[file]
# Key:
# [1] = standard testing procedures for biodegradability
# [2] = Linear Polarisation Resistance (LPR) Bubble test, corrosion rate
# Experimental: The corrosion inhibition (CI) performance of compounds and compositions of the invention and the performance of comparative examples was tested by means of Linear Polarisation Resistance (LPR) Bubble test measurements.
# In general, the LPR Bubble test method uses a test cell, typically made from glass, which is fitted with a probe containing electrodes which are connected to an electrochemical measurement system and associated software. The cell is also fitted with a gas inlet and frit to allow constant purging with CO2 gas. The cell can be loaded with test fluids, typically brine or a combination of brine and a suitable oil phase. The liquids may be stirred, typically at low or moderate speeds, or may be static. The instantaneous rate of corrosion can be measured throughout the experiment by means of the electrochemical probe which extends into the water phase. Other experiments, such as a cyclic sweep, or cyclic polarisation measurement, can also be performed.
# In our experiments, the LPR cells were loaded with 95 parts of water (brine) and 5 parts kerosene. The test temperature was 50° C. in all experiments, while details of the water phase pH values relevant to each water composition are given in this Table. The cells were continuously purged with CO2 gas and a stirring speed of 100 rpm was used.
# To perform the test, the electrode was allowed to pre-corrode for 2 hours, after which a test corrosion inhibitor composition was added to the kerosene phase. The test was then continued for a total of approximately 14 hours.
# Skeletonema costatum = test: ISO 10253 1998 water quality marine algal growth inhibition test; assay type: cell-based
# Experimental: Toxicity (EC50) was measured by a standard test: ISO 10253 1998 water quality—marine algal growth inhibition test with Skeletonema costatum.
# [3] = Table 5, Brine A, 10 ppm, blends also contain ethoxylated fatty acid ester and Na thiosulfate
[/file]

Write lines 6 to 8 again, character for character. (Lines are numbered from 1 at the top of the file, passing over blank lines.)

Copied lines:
# In our experiments, the LPR cells were loaded with 95 parts of water (brine) and 5 parts kerosene. The test temperature was 50° C. in all experiments, while details of the water phase pH values relevant to each water composition are given in this Table. The cells were continuously purged with CO2 gas and a stirring speed of 100 rpm was used.
# To perform the test, the electrode was allowed to pre-corrode for 2 hours, after which a test corrosion inhibitor composition was added to the kerosene phase. The test was then continued for a total of approximately 14 hours.
# Skeletonema costatum = test: ISO 10253 1998 water quality marine algal growth inhibition test; assay type: cell-based